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Manuscript deadline
31 August 2021

Cover image - Review of Communication

Review of Communication

Special Issue Editor(s)

John M. Ackerman, University of Colorado at Boulder
[email protected]

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Reconfiguring Dissettlement: Fugitive Bodies in Fungible Places

This themed issue invites essays that name, animate, map, and historicize the “doctrines of discovery” closest to home and work that have, over generations and through the redevelopment and displacement, translated first Indigenous lands and cultures, and now all lands and culture, into fungible property, aided all the while by settler technologies that make doctrinaire the stances and methods of biopolitical conquest. Communication is thought here to be “anagrammatical” (Sharpe, 2016) conjoining the commune, with divergent communality, and then capricious as well as deliberate expressions of a fair, safe, common life. Dissettlement also escapes a single framing because the word is rife with contradictions: it recalls a history of colonial violence while naming an active present of territorial expansion. The term also honors unsettling expression, whether anagrammatical or willful disruptions in newly settled territories. Though the history of how doctrines of discovery evolve and mutate is incomplete, we know that once land is taken and established, occupancies are denied, or once rents escalate and controls sharpen, the incursion continues. How then do we recognize “fugitive” life replete with the “desire for and a spirit of escape and transgression of the proper and the proposed” (Moten, 2018)? Anagrammatically we listen for the “undocumentos” as “the spoken subject within the context of exile” and “transgressive acts of perception and interpretation within a shifting borderlands territory” (Herrera in Rivera, 2021). It has become too easy to act as if earlier “incursions” (Lopez, 1991) have little consequence today; though the militias and cavalries have long been decommissioned, what remains in our hearts and hands are “settler technologies” (la paperson, 2017) to aid in the conquest of land and wealth all over again.

This themed issue is premised on a rejection of complicity in accepting an inheritance of the territories and properties taken by others. At its most rudimentary level, this call seeks commentary on how the university and the neighborhood escape critical scrutiny for the cultural and economic conquests that made those institutions possible. This themed issue may attend more to the ruin than the monument, breakage instead of invention, and debris over development, because the territorial imperatives and technologies long practiced as supporting white supremacy, white anxiety, and white entitlements must be cataloged, mapped, audited, and inventoried if we are to sight, reject, and replace “default discrimination” (Benjamin, 2019). This will mean honoring the “mundane practices” that invisibly guide “the constant task of making and unmaking geography” (Barnd, 2017).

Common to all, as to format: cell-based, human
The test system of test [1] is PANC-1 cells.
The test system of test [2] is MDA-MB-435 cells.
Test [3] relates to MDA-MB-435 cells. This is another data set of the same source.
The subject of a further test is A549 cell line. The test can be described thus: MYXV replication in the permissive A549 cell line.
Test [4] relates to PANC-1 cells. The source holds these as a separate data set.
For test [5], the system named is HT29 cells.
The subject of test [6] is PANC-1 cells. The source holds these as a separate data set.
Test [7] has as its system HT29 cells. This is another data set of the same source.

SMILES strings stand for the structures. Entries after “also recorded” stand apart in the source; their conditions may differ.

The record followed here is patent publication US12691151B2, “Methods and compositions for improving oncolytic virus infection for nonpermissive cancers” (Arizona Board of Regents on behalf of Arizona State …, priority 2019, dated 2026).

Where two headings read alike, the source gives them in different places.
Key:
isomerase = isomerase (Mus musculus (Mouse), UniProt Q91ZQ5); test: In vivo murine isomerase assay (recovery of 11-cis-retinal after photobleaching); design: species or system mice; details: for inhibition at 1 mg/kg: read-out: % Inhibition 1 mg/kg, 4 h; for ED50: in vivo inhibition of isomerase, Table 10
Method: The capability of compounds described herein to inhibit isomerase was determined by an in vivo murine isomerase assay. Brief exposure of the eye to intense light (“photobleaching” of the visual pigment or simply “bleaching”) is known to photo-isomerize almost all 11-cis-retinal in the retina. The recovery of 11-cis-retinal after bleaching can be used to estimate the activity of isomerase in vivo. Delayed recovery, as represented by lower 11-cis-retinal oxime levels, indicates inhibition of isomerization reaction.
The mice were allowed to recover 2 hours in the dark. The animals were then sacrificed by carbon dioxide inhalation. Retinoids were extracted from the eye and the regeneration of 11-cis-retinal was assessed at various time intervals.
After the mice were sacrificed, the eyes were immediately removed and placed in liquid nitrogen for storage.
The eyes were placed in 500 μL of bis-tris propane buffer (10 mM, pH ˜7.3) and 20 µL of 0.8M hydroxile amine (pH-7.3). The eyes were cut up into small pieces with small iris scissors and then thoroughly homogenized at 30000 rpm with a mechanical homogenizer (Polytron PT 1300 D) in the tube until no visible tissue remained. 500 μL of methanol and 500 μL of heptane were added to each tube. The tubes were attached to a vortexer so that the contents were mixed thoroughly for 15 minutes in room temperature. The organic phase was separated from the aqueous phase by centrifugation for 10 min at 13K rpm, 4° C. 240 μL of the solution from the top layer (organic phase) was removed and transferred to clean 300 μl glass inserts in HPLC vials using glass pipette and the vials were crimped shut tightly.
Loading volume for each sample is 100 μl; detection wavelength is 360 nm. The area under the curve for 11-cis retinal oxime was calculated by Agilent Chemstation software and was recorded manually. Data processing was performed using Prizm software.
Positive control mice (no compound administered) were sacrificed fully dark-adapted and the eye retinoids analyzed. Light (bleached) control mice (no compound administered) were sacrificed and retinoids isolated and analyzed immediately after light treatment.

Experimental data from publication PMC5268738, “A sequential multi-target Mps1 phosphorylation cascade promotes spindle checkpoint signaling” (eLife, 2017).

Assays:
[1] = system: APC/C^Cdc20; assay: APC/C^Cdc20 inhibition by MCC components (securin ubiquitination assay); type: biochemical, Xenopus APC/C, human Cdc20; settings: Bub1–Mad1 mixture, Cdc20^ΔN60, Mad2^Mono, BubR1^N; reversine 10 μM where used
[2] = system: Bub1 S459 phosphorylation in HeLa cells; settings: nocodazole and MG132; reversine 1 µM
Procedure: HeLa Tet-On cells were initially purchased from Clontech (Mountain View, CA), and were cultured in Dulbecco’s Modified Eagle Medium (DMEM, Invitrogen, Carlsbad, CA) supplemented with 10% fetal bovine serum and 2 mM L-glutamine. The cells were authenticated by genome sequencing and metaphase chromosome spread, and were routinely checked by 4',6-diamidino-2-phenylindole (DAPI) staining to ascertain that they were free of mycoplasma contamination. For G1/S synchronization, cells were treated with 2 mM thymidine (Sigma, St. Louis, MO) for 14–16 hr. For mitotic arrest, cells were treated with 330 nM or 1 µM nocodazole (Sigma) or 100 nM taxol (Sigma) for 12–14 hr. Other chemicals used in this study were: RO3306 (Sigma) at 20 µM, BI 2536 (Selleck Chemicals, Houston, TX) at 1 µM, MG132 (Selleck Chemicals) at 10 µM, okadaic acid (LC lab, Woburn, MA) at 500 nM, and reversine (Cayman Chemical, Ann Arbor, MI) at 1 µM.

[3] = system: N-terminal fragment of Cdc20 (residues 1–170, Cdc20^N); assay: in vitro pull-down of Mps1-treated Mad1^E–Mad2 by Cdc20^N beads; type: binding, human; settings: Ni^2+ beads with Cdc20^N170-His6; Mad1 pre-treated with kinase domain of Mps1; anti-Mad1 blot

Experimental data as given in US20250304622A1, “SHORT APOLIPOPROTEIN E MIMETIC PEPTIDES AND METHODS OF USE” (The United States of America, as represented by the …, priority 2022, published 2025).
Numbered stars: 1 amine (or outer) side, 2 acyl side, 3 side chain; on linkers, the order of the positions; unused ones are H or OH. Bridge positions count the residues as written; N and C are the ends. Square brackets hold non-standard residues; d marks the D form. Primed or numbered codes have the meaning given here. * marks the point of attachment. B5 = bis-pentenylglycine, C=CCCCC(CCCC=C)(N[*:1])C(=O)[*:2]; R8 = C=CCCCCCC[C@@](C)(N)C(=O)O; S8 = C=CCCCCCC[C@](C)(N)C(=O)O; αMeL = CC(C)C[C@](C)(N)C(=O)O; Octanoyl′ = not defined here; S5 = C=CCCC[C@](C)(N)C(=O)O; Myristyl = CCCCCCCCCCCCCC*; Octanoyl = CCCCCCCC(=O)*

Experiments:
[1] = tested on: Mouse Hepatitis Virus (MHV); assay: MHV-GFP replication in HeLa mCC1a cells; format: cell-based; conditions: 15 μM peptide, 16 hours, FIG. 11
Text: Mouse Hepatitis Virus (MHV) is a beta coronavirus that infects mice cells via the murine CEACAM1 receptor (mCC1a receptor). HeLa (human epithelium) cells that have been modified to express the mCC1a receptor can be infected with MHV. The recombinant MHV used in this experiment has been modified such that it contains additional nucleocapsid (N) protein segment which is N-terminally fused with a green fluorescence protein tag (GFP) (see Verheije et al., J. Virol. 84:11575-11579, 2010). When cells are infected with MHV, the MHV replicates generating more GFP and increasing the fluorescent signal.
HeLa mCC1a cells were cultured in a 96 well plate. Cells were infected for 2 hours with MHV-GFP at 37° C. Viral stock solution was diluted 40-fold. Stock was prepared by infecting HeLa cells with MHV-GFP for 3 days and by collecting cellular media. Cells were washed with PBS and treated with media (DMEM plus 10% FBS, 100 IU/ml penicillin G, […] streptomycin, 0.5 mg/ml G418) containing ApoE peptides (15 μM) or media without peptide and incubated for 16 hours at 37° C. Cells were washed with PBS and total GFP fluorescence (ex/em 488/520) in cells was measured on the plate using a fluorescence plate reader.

Developing the clear-eyed “stare” proposed by Karma Chávez (2018) for actual bodies but also unseen and “un-said” geographies of racial in/difference (McKittrick, 2006) will require assistance from anthropology, sociology, ethnic studies, sexuality and gender studies, and other interpretive domains welcomed to this call. Submissions may be autobiographical, critical-geographic, object-oriented, discourse-critical, textual-interpretive, neighborhood-ordinary, coding-contestable, algorithm-expositional and foremost race, origin, gender, and sexuality-performative. The form of the essay may invest in odd curations, onto-stories, speculative realism, historical retracing, and radical empiricism so that the text-forms align more closely with life-forms.

This call anticipates projects that address (but are not limited to) the following themes:

  • Studies of ruination, decay, debris, and refuse taken up by people resiliently to reoccupy the plans and territories of campus and urban redevelopment.
  • Where and how new colonias spread to foster Black and Brown life by unsettling border territories and their walled divides.
  • The fugitive chorus—the stories that hear the silenced voices of domestic, gig, and first-responding labor in racialized cities.
  • Audits of intimate objects, those quotidien accoutrements that expose the chaos of invisibility and the enclosure of hatred commonly built into residential property and shelter.
  • Studies of border life that reflect the 100-mile border zone and/or localized inventories of established Jim Codes.
  • Efforts to promote epistemic diversity that preserve an epistemological lingua franca as to what counts as knowing and what is classified as method.
  • Challenges to normative campus and city master planning documents and processes that extend the economic and residential reach of a campus, a city, or both in pursuit of innovation capital.
  • Inventories of settler legal technologies that affirm eminent domain, building codes, zoning maps, homeowner associations, etc. that determine the scope of heteronormative housing and recreation.
  • Disturbance ecologies and the “reformation of assemblages” that invent adaptive survival.
  • Ecotonal existence and eco-district projects seeking equitable growth, profit, and inclusive residency.
  • The adjacent life of monuments, museums, statues, and curations.
  • The fugitive lives and spaces of students and/or studies of rent, gigs, sharing, and other sorts of precarious economic life.
  • Studies of demilitarized policing and code enforcements that welcome residential participation.
  • The curation and exposition of undocumentos to illustrate how departures from conventional academic discourse and popularized representations can champion the oppressed.

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